Simon English has been sent to his company’s office in Edinburgh, on pretty much an exchange visit, after an indiscretion at work. Coincidentally his disabled brother Tom lives with their mum in Scotland. Simon is a property (the bricks and mortar type) lawyer, and tends to see everything in terms of negotiation. However, he’s not been in the city long before he ends up in trouble; specifically, having been asked to look after an associate, Jimmy Ahmed, on a tour of the night life of the city, he wakes up the next morning after a skinful and some to find Jimmy dead in the bath in his flat, with his toe stuck up the tap.
Simon is a property (the bricks and mortar type) lawyer,
and tends to see everything in terms of negotiation
Caught between the machinations of local criminal gangs, bent policemen, and some enterprising crooks in the Edinburgh branch of his own company, he tries to work out what’s going on. His colleagues-at-arms in this endeavour are Jim Martin, a policeman who’s as straight as a die, and Karen Clamp, a social housing tenant and single parent who takes in sewing alterations to boost her benefits, and who’s been trying to get the council to rehouse her and daughter Candice for 5 years.
This is a fast-paced novel, and once I got reading it I literally couldn’t stop until I’d finished it. The story-telling is finely-balanced, with the resolution coming at just the right moment. The viewpoint characters are Simon and Karen, with the language and accents so well-reproduced that the reader is never in doubt who’s the chief story-teller at any point in the book. Yet the action is mostly shown, rather than told. It adds up to a powerful insight into both the actions and motivations of the main characters and snapshots of the supporting characters.
The language and accents [are] so well-reproduced that the reader
is never in doubt who’s the chief story-teller at any point in the book
Published by ThunderPoint Publishing Ltd., I can thoroughly recommend this novel. It has everything: humour, a complex plot with many twists and turns, insights into the minds of a believable pair of main characters, plus thumbnail sketches of a host of would-be villains, and a contrast via speech of the two main characters. Such a good read – do check this out!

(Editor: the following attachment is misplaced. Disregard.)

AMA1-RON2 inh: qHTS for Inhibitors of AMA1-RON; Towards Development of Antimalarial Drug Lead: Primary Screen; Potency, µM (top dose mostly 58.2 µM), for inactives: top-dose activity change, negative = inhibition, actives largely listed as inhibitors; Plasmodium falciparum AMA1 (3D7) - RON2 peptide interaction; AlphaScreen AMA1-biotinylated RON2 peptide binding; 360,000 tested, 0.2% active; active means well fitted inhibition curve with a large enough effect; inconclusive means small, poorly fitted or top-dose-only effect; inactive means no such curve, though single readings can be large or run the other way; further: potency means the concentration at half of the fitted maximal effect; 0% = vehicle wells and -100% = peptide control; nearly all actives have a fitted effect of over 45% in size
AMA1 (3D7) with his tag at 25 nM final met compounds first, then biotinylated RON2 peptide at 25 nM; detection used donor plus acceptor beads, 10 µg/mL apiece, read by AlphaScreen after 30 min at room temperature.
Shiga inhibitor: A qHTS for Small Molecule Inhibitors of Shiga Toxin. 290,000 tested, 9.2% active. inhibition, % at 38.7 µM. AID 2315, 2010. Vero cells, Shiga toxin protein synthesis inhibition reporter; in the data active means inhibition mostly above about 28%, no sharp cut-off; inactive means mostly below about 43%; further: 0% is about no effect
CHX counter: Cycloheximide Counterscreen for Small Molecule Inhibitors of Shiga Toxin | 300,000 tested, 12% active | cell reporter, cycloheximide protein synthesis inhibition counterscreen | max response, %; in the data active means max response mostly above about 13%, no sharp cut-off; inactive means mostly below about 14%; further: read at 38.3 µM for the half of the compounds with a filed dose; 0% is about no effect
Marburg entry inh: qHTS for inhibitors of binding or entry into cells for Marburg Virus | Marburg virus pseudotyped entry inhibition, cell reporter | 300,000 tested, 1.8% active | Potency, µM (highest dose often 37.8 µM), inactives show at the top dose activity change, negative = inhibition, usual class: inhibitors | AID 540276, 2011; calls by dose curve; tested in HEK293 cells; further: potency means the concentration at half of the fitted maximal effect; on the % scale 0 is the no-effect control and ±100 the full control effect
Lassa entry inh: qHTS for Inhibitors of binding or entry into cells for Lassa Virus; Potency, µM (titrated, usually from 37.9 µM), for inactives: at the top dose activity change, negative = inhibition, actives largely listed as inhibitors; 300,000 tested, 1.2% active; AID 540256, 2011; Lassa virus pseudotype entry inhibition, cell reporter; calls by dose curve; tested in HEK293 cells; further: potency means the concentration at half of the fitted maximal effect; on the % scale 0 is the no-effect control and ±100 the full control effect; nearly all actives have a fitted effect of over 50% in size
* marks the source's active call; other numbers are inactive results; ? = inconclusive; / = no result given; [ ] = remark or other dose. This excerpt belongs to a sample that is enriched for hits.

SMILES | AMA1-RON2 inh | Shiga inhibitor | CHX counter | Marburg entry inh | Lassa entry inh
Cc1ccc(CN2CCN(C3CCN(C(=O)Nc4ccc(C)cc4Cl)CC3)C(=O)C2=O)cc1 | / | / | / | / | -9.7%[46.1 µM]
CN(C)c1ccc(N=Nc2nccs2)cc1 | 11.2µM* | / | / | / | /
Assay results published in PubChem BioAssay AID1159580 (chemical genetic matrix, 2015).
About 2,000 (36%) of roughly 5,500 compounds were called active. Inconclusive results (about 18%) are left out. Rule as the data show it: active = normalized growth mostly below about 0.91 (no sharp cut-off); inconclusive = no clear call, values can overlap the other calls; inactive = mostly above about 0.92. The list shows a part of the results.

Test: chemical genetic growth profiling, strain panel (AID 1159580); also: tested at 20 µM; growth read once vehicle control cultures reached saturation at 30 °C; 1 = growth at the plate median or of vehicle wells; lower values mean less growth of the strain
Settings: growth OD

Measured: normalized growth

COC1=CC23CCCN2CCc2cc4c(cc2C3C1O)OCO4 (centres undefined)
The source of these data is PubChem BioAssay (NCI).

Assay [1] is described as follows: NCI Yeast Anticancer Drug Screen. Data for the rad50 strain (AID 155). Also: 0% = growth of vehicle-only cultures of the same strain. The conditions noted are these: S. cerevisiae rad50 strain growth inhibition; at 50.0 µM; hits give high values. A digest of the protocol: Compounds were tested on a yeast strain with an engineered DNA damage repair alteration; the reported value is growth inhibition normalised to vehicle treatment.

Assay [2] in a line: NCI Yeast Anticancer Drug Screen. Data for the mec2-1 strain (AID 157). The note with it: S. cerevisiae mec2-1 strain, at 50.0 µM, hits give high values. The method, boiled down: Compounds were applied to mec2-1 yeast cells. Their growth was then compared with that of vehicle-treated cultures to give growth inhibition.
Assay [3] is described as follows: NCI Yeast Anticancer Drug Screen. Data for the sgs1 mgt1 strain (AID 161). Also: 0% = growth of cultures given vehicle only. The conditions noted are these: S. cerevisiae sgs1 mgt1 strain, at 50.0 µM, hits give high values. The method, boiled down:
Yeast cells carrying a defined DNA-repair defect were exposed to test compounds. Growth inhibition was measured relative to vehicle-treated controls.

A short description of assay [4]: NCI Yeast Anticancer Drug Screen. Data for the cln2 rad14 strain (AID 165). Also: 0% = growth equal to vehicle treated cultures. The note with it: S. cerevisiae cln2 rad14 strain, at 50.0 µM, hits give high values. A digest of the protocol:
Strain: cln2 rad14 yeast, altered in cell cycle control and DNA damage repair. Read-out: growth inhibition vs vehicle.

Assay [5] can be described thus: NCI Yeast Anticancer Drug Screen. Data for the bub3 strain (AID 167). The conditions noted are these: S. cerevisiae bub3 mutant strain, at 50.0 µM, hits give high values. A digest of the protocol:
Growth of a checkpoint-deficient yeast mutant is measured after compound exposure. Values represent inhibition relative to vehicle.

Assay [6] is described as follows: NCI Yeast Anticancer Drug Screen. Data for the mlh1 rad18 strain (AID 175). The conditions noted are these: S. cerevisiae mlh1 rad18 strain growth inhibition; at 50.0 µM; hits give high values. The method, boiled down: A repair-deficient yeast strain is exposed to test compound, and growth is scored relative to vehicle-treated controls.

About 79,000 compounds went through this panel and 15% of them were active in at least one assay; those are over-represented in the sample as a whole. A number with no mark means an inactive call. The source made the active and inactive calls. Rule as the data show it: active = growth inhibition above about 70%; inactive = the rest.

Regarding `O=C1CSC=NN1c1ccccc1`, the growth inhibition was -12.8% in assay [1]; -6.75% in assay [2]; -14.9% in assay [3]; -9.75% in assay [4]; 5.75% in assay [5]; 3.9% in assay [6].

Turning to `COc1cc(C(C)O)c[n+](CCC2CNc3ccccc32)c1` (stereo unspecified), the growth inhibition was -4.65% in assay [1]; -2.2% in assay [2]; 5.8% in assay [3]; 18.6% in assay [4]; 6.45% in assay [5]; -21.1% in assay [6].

Review of 183 Times a Year by Eva Jordan
This is the first of two novels by Eva Jordan, and the e-book is self-published through Matador. The print version is published by Urbane Publications, as is the sequel, All the Colours in Between. The plot centres around a middle-aged mum and her extended family, consisting of a teenaged daughter and son, plus a new man in her life and his daughter. The amusing style it’s written in had me laughing aloud on the train to Weymouth as I read. The central theme concerns the relationship between mum Lizzie and daughter Cassie and step-daughter Maisie. I immediately found a parallel between myself and Lizzie; it’s not just me that has found parenthood a minefield, then!
The amusing style it’s written in had me
laughing aloud on the train to Weymouth as I read
Towards the beginning of the novel, I did get somewhat confused about who was who. This is probably because there appear to be not just two but three generations covered by the story, with Lizzie and her daughters all referring to the previous generation as ‘Mum’ and ‘Dad’. This improved drastically once I got into the body of the novel, and realised that each section is prefaced by the name of the viewpoint character.
The thing that’s really cool about this book is the way Jordan has managed to think her way into the psyches of both a teenage girl and her middle-aged mum. The viewpoints are distinct from one another and relatively strict about keeping to the vocabularies they use, and have clean transitions clearly marked. The opinions are appropriate for the characters and expressed in different “voices”. I enjoyed this aspect of the book particularly, as it mirrors what I do in my own writing.
The character-writing is very strong, though the plotting is less obvious. There are various minor events, for example, the teenaged daughter taking an exam, various minor life events such as the family going on holiday, and a major one concerning friendship, but little hint of an actual plot until a major event a long way in. But in this, the novel follows the structure of such classics as The Mill on the Floss (George Eliot), where the story is constructed around life events and the characters’ own actions. It’s therefore not a bad thing, just a rarity in a publishing world based on the plot-driven – rather than the character-driven – novel.